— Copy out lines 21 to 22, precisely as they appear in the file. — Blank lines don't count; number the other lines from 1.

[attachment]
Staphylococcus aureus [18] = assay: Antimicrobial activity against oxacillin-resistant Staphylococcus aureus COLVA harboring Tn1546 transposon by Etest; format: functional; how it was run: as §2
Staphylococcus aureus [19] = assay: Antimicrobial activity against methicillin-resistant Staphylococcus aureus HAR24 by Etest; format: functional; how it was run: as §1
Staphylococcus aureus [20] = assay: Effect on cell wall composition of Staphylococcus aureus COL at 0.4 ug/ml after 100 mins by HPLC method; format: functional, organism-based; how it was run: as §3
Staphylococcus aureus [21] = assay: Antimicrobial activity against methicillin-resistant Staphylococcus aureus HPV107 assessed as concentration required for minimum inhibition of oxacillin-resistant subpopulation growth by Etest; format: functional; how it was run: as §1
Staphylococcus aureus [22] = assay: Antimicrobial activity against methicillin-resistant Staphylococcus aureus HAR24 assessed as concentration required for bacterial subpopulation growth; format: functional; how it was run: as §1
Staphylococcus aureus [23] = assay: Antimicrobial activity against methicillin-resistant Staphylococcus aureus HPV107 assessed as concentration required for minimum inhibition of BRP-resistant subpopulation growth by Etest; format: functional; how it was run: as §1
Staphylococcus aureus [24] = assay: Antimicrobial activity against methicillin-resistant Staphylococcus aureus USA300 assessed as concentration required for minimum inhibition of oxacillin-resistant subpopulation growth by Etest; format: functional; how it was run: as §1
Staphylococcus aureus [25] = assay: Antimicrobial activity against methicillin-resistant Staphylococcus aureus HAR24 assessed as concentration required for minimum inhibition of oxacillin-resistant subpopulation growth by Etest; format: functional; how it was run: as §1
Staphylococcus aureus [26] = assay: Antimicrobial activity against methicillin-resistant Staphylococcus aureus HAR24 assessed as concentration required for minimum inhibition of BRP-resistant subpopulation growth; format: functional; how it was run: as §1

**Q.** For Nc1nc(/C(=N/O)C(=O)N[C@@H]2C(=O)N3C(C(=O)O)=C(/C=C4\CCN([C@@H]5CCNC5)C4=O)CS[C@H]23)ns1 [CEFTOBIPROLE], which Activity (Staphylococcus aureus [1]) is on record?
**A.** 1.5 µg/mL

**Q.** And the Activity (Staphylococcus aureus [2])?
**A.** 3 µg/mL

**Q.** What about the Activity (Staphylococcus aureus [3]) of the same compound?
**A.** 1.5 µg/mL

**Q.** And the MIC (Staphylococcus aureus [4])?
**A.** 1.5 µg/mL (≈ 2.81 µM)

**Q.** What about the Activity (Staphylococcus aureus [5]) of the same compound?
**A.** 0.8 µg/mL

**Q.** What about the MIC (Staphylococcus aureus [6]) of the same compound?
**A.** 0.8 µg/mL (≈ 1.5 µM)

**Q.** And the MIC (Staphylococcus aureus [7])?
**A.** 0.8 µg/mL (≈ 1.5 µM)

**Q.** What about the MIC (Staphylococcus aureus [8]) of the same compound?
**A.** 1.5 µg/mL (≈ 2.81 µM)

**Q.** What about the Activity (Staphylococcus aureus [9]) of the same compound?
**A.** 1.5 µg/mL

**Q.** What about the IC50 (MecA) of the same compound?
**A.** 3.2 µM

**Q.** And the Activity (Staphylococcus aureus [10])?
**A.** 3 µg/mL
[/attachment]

**A.** 0.8 µg/mL (≈ 1.5 µM)

**Q.** And the MIC (Staphylococcus aureus [7])?